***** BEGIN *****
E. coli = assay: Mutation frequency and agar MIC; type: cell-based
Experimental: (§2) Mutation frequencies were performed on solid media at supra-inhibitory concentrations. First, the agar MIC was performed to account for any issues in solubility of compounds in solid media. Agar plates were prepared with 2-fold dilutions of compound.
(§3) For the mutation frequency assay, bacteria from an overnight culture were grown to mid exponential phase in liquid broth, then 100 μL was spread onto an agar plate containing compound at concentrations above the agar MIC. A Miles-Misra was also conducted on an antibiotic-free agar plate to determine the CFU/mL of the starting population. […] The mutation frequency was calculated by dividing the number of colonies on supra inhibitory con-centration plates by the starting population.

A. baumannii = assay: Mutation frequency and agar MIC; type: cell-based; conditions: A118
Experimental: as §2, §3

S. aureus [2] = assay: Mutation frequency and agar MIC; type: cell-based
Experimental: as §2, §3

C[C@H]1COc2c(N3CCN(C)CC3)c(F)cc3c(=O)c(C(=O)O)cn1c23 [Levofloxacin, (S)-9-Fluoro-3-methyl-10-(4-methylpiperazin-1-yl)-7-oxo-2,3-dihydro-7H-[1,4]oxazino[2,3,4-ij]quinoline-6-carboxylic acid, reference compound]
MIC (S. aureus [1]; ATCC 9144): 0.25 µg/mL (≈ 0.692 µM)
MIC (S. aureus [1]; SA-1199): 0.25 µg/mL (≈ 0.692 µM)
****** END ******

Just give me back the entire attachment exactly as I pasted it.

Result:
E. coli = assay: Mutation frequency and agar MIC; type: cell-based
Experimental: (§2) Mutation frequencies were performed on solid media at supra-inhibitory concentrations. First, the agar MIC was performed to account for any issues in solubility of compounds in solid media. Agar plates were prepared with 2-fold dilutions of compound.
(§3) For the mutation frequency assay, bacteria from an overnight culture were grown to mid exponential phase in liquid broth, then 100 μL was spread onto an agar plate containing compound at concentrations above the agar MIC. A Miles-Misra was also conducted on an antibiotic-free agar plate to determine the CFU/mL of the starting population. […] The mutation frequency was calculated by dividing the number of colonies on supra inhibitory con-centration plates by the starting population.

A. baumannii = assay: Mutation frequency and agar MIC; type: cell-based; conditions: A118
Experimental: as §2, §3

S. aureus [2] = assay: Mutation frequency and agar MIC; type: cell-based
Experimental: as §2, §3

C[C@H]1COc2c(N3CCN(C)CC3)c(F)cc3c(=O)c(C(=O)O)cn1c23 [Levofloxacin, (S)-9-Fluoro-3-methyl-10-(4-methylpiperazin-1-yl)-7-oxo-2,3-dihydro-7H-[1,4]oxazino[2,3,4-ij]quinoline-6-carboxylic acid, reference compound]
MIC (S. aureus [1]; ATCC 9144): 0.25 µg/mL (≈ 0.692 µM)
MIC (S. aureus [1]; SA-1199): 0.25 µg/mL (≈ 0.692 µM)